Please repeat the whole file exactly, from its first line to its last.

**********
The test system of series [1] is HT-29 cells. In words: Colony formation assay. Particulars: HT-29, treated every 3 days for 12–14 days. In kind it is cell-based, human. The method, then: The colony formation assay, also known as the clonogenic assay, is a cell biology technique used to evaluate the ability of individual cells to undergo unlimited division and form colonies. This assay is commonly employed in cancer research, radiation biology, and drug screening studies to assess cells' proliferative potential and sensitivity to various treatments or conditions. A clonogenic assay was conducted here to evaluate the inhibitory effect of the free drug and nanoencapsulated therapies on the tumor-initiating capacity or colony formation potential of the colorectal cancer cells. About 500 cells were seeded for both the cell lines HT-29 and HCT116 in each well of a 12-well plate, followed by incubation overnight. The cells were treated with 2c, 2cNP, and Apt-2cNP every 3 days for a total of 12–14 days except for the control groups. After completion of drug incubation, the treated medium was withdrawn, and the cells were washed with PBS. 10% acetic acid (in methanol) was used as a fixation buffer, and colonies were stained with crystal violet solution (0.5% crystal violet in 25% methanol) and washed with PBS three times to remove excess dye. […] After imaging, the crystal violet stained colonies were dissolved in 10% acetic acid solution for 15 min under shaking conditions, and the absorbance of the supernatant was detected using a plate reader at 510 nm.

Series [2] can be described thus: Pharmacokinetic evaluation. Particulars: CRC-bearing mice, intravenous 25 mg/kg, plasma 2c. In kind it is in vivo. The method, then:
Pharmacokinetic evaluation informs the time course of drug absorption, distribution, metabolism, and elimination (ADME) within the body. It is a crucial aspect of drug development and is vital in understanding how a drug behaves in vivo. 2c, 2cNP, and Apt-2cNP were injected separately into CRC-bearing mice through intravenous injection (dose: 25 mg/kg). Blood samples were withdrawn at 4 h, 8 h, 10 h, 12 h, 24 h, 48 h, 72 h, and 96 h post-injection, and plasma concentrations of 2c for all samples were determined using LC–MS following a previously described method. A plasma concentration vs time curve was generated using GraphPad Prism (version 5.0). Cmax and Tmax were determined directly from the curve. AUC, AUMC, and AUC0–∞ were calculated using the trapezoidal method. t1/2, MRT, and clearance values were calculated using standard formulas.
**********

The test system of series [1] is HT-29 cells. In words: Colony formation assay. Particulars: HT-29, treated every 3 days for 12–14 days. In kind it is cell-based, human. The method, then: The colony formation assay, also known as the clonogenic assay, is a cell biology technique used to evaluate the ability of individual cells to undergo unlimited division and form colonies. This assay is commonly employed in cancer research, radiation biology, and drug screening studies to assess cells' proliferative potential and sensitivity to various treatments or conditions. A clonogenic assay was conducted here to evaluate the inhibitory effect of the free drug and nanoencapsulated therapies on the tumor-initiating capacity or colony formation potential of the colorectal cancer cells. About 500 cells were seeded for both the cell lines HT-29 and HCT116 in each well of a 12-well plate, followed by incubation overnight. The cells were treated with 2c, 2cNP, and Apt-2cNP every 3 days for a total of 12–14 days except for the control groups. After completion of drug incubation, the treated medium was withdrawn, and the cells were washed with PBS. 10% acetic acid (in methanol) was used as a fixation buffer, and colonies were stained with crystal violet solution (0.5% crystal violet in 25% methanol) and washed with PBS three times to remove excess dye. […] After imaging, the crystal violet stained colonies were dissolved in 10% acetic acid solution for 15 min under shaking conditions, and the absorbance of the supernatant was detected using a plate reader at 510 nm.

Series [2] can be described thus: Pharmacokinetic evaluation. Particulars: CRC-bearing mice, intravenous 25 mg/kg, plasma 2c. In kind it is in vivo. The method, then:
Pharmacokinetic evaluation informs the time course of drug absorption, distribution, metabolism, and elimination (ADME) within the body. It is a crucial aspect of drug development and is vital in understanding how a drug behaves in vivo. 2c, 2cNP, and Apt-2cNP were injected separately into CRC-bearing mice through intravenous injection (dose: 25 mg/kg). Blood samples were withdrawn at 4 h, 8 h, 10 h, 12 h, 24 h, 48 h, 72 h, and 96 h post-injection, and plasma concentrations of 2c for all samples were determined using LC–MS following a previously described method. A plasma concentration vs time curve was generated using GraphPad Prism (version 5.0). Cmax and Tmax were determined directly from the curve. AUC, AUMC, and AUC0–∞ were calculated using the trapezoidal method. t1/2, MRT, and clearance values were calculated using standard formulas.